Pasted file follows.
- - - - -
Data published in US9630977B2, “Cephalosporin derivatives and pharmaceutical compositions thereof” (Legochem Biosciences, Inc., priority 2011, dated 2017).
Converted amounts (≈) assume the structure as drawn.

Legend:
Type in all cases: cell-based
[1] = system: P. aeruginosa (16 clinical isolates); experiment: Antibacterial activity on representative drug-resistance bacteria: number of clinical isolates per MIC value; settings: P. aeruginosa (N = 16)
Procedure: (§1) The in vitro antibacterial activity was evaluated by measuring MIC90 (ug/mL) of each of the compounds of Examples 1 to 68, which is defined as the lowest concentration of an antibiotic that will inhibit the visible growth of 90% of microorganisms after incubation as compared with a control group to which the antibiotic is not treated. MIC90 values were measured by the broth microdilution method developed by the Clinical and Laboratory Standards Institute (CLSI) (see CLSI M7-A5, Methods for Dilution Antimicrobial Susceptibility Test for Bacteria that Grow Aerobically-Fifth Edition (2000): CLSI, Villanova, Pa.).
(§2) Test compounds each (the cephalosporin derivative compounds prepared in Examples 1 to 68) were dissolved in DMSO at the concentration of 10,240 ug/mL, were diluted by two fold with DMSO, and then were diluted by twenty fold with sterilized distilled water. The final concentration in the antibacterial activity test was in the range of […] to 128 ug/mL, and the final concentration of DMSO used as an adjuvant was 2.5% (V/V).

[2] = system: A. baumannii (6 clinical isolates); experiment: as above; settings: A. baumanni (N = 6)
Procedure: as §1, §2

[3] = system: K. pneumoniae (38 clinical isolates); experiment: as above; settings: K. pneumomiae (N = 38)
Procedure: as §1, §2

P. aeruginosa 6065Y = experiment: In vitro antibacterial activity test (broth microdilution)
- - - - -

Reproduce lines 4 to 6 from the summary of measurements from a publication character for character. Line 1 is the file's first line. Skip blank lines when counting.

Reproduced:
Type in all cases: cell-based
[1] = system: P. aeruginosa (16 clinical isolates); experiment: Antibacterial activity on representative drug-resistance bacteria: number of clinical isolates per MIC value; settings: P. aeruginosa (N = 16)
Procedure: (§1) The in vitro antibacterial activity was evaluated by measuring MIC90 (ug/mL) of each of the compounds of Examples 1 to 68, which is defined as the lowest concentration of an antibiotic that will inhibit the visible growth of 90% of microorganisms after incubation as compared with a control group to which the antibiotic is not treated. MIC90 values were measured by the broth microdilution method developed by the Clinical and Laboratory Standards Institute (CLSI) (see CLSI M7-A5, Methods for Dilution Antimicrobial Susceptibility Test for Bacteria that Grow Aerobically-Fifth Edition (2000): CLSI, Villanova, Pa.).